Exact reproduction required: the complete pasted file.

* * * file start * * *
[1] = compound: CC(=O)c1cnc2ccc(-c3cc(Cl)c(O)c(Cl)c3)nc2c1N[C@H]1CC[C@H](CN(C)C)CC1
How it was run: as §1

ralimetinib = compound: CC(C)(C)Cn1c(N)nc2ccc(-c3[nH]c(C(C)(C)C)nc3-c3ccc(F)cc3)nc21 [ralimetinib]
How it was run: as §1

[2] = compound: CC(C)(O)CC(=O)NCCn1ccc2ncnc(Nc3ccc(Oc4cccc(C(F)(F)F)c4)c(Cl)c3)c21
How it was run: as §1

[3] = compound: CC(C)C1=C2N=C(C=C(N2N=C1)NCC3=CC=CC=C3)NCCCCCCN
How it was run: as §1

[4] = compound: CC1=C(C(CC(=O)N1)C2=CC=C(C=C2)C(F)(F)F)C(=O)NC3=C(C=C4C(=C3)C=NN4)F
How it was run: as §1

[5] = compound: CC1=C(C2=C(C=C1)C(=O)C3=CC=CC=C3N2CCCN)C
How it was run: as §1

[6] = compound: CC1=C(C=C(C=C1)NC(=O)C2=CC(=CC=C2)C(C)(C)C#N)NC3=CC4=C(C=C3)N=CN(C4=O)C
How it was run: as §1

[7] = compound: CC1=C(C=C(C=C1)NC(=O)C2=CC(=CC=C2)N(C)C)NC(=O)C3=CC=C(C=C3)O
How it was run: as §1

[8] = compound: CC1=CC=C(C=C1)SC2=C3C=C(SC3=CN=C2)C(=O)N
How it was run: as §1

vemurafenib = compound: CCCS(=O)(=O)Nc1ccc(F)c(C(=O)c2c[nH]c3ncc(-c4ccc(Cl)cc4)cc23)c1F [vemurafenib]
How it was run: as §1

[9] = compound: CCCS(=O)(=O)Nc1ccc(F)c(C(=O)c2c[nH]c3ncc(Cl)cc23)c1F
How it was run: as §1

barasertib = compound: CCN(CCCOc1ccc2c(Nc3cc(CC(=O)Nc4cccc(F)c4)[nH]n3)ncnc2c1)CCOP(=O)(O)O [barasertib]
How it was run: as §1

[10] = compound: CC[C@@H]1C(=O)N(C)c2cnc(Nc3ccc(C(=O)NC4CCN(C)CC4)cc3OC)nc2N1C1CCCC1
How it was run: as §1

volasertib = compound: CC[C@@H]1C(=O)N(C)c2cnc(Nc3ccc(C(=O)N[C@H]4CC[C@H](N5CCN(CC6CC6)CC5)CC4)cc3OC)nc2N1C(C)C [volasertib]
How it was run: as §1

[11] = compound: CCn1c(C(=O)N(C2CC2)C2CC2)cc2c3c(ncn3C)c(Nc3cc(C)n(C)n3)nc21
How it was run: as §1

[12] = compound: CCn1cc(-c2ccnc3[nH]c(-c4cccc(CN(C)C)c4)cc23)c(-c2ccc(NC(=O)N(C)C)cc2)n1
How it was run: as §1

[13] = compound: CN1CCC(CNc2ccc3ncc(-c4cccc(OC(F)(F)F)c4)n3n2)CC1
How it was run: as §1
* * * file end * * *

[1] = compound: CC(=O)c1cnc2ccc(-c3cc(Cl)c(O)c(Cl)c3)nc2c1N[C@H]1CC[C@H](CN(C)C)CC1
How it was run: as §1

ralimetinib = compound: CC(C)(C)Cn1c(N)nc2ccc(-c3[nH]c(C(C)(C)C)nc3-c3ccc(F)cc3)nc21 [ralimetinib]
How it was run: as §1

[2] = compound: CC(C)(O)CC(=O)NCCn1ccc2ncnc(Nc3ccc(Oc4cccc(C(F)(F)F)c4)c(Cl)c3)c21
How it was run: as §1

[3] = compound: CC(C)C1=C2N=C(C=C(N2N=C1)NCC3=CC=CC=C3)NCCCCCCN
How it was run: as §1

[4] = compound: CC1=C(C(CC(=O)N1)C2=CC=C(C=C2)C(F)(F)F)C(=O)NC3=C(C=C4C(=C3)C=NN4)F
How it was run: as §1

[5] = compound: CC1=C(C2=C(C=C1)C(=O)C3=CC=CC=C3N2CCCN)C
How it was run: as §1

[6] = compound: CC1=C(C=C(C=C1)NC(=O)C2=CC(=CC=C2)C(C)(C)C#N)NC3=CC4=C(C=C3)N=CN(C4=O)C
How it was run: as §1

[7] = compound: CC1=C(C=C(C=C1)NC(=O)C2=CC(=CC=C2)N(C)C)NC(=O)C3=CC=C(C=C3)O
How it was run: as §1

[8] = compound: CC1=CC=C(C=C1)SC2=C3C=C(SC3=CN=C2)C(=O)N
How it was run: as §1

vemurafenib = compound: CCCS(=O)(=O)Nc1ccc(F)c(C(=O)c2c[nH]c3ncc(-c4ccc(Cl)cc4)cc23)c1F [vemurafenib]
How it was run: as §1

[9] = compound: CCCS(=O)(=O)Nc1ccc(F)c(C(=O)c2c[nH]c3ncc(Cl)cc23)c1F
How it was run: as §1

barasertib = compound: CCN(CCCOc1ccc2c(Nc3cc(CC(=O)Nc4cccc(F)c4)[nH]n3)ncnc2c1)CCOP(=O)(O)O [barasertib]
How it was run: as §1

[10] = compound: CC[C@@H]1C(=O)N(C)c2cnc(Nc3ccc(C(=O)NC4CCN(C)CC4)cc3OC)nc2N1C1CCCC1
How it was run: as §1

volasertib = compound: CC[C@@H]1C(=O)N(C)c2cnc(Nc3ccc(C(=O)N[C@H]4CC[C@H](N5CCN(CC6CC6)CC5)CC4)cc3OC)nc2N1C(C)C [volasertib]
How it was run: as §1

[11] = compound: CCn1c(C(=O)N(C2CC2)C2CC2)cc2c3c(ncn3C)c(Nc3cc(C)n(C)n3)nc21
How it was run: as §1

[12] = compound: CCn1cc(-c2ccnc3[nH]c(-c4cccc(CN(C)C)c4)cc23)c(-c2ccc(NC(=O)N(C)C)cc2)n1
How it was run: as §1

[13] = compound: CN1CCC(CNc2ccc3ncc(-c4cccc(OC(F)(F)F)c4)n3n2)CC1
How it was run: as §1